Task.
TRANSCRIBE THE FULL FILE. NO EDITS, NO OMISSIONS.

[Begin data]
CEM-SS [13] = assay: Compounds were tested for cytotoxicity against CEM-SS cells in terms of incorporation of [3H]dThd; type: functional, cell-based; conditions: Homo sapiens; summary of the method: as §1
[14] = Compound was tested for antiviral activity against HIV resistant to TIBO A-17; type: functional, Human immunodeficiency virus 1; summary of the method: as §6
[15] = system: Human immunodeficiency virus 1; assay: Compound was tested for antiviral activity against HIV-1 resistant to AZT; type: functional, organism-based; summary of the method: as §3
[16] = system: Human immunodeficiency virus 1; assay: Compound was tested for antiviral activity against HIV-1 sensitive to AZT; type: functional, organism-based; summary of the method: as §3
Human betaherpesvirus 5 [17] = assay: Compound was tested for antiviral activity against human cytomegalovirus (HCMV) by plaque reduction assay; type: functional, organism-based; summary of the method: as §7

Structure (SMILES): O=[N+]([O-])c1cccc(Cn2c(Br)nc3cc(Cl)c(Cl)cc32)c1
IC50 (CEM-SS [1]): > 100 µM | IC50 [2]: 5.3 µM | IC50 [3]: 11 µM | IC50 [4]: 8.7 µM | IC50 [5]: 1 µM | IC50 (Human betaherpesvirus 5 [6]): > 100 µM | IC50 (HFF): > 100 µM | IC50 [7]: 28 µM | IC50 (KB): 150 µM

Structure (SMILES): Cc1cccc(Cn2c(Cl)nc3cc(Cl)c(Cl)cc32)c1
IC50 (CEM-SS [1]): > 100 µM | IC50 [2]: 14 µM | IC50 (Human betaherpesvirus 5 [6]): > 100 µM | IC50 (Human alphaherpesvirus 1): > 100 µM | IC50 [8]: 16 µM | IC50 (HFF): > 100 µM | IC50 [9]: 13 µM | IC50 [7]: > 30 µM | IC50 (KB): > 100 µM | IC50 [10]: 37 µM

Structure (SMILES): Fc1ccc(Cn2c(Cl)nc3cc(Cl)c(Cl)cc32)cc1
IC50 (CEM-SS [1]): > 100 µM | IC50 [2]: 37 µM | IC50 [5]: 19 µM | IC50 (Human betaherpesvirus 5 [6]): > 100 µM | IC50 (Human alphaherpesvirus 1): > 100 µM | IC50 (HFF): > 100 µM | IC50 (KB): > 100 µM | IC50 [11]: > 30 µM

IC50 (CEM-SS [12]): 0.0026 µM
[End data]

CEM-SS [13] = assay: Compounds were tested for cytotoxicity against CEM-SS cells in terms of incorporation of [3H]dThd; type: functional, cell-based; conditions: Homo sapiens; summary of the method: as §1
[14] = Compound was tested for antiviral activity against HIV resistant to TIBO A-17; type: functional, Human immunodeficiency virus 1; summary of the method: as §6
[15] = system: Human immunodeficiency virus 1; assay: Compound was tested for antiviral activity against HIV-1 resistant to AZT; type: functional, organism-based; summary of the method: as §3
[16] = system: Human immunodeficiency virus 1; assay: Compound was tested for antiviral activity against HIV-1 sensitive to AZT; type: functional, organism-based; summary of the method: as §3
Human betaherpesvirus 5 [17] = assay: Compound was tested for antiviral activity against human cytomegalovirus (HCMV) by plaque reduction assay; type: functional, organism-based; summary of the method: as §7

Structure (SMILES): O=[N+]([O-])c1cccc(Cn2c(Br)nc3cc(Cl)c(Cl)cc32)c1
IC50 (CEM-SS [1]): > 100 µM | IC50 [2]: 5.3 µM | IC50 [3]: 11 µM | IC50 [4]: 8.7 µM | IC50 [5]: 1 µM | IC50 (Human betaherpesvirus 5 [6]): > 100 µM | IC50 (HFF): > 100 µM | IC50 [7]: 28 µM | IC50 (KB): 150 µM

Structure (SMILES): Cc1cccc(Cn2c(Cl)nc3cc(Cl)c(Cl)cc32)c1
IC50 (CEM-SS [1]): > 100 µM | IC50 [2]: 14 µM | IC50 (Human betaherpesvirus 5 [6]): > 100 µM | IC50 (Human alphaherpesvirus 1): > 100 µM | IC50 [8]: 16 µM | IC50 (HFF): > 100 µM | IC50 [9]: 13 µM | IC50 [7]: > 30 µM | IC50 (KB): > 100 µM | IC50 [10]: 37 µM

Structure (SMILES): Fc1ccc(Cn2c(Cl)nc3cc(Cl)c(Cl)cc32)cc1
IC50 (CEM-SS [1]): > 100 µM | IC50 [2]: 37 µM | IC50 [5]: 19 µM | IC50 (Human betaherpesvirus 5 [6]): > 100 µM | IC50 (Human alphaherpesvirus 1): > 100 µM | IC50 (HFF): > 100 µM | IC50 (KB): > 100 µM | IC50 [11]: > 30 µM

IC50 (CEM-SS [12]): 0.0026 µM